German Shepherd Dog Pyoderms

Document Sample
German Shepherd Dog Pyoderms Powered By Docstoc
					German Shepherd Dog Pyoderma

AETIOLOGY AND PATHOGENESIS German Shepherd Dog pyoderma is an idiopathic, chronic, recurrent ulcerative and exudative disease predominantly seen in German Shepherd Dogs and crosses thereof. Whether it is a true primary pyoderma or not is controversial. German Shepherd Dog Pyoderma is a distinct condition separate from the pyodermas occurring secondary to flea allergic dermatitis, atopic allergies, adverse reaction to food, demodicosis, or hypothyroidism. Nevertheless, allergies have been recognised as a trigger for the condition. Staphylococcus intermedius is the most commonly isolated organism.

CLINICAL FEATURES German Shepherd dog Pyoderma occurs most commonly in middle-aged animals, but may be seen in at any age. There appears to be no sex predisposition. Lesions generally start over the lateral thighs and dorsal lumbosacral areas, but any area of the body may be affected. Typical lesions include the development of erythematous to violaceous bumps in the skin, pustules, erosions, ulcers, crusts, and tracts which drain a blood tinged material. Varying degrees of hair loss and darkening of the skin may be noted and the peripheral lymph nodes are generally enlarged. Lesions may be itchy and/or painful. DIFFERENTIAL DIAGNOSES • Demodectic mage • Deep bacterial ection secondary to other diseases • Bacterial infections secondary to fungal diseases • Cancer • Allergic reactions to drugs DIAGNOSTIC TESTS The history and clinical findings are highly suggestive but not absolute. Skin scrapes, cytology, biopsy and histopathology, bacterial and fungal culture and antimicrobial sensitivity may be necessary to confirm the diagnosis and eliminate other diseases. Flea control trials, food trials and allergy testing may be indicated in dogs with other clinical signs suggestive of flea infestation, allergies, or adverse reactions to food.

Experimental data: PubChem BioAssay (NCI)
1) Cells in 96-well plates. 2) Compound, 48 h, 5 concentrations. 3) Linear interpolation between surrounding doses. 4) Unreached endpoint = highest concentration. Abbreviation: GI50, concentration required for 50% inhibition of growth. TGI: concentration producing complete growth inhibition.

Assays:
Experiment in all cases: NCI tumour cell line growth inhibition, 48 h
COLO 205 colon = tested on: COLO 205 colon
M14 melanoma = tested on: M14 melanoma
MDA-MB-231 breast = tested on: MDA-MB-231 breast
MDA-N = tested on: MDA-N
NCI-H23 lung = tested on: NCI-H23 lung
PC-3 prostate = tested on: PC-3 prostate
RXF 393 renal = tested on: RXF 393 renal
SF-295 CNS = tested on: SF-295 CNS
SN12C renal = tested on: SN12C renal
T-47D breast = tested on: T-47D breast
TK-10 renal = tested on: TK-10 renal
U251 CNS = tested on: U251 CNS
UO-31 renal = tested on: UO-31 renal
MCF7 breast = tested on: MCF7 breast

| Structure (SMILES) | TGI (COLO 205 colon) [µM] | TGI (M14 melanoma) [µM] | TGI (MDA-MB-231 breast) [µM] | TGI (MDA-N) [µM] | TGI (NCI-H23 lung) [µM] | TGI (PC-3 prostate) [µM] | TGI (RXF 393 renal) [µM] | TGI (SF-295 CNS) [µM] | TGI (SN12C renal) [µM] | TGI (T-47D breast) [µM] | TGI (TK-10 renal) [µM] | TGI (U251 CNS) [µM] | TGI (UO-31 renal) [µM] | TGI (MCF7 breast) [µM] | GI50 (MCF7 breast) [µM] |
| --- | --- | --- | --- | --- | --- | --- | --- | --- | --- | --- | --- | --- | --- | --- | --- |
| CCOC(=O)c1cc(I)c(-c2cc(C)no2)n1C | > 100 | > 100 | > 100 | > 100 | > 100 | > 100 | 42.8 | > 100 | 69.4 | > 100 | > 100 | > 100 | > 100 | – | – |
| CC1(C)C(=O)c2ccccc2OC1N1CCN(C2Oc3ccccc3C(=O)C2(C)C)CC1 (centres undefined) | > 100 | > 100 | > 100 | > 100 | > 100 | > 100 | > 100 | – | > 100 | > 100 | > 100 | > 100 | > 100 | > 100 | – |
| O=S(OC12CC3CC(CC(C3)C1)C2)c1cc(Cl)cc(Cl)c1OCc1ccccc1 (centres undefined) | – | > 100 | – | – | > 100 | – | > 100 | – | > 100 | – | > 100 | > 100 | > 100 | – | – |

MANAGEMENT 1. Antibiotics – preferably on the basis of antibacterial culture and sensitivity. Therapy should continue for two weeks past clinical cure – this may mean 6-12 weeks treatment or longer. Some cases may require pulse antibiotic therapy for control. 2. Antibacterial shampoos and washes to reduce the bacterial load, remove crusts, enhance drainage of purulent material, and ameliorate pain and pruritus. Many cases, however, fail to respond adequately to antibacterial treatment. Atopica once daily until remission and then as often as necessary to maintain remission is beneficial in many cases. Key points In general this is a condition that can not be cured but just controlled with continuous treatment.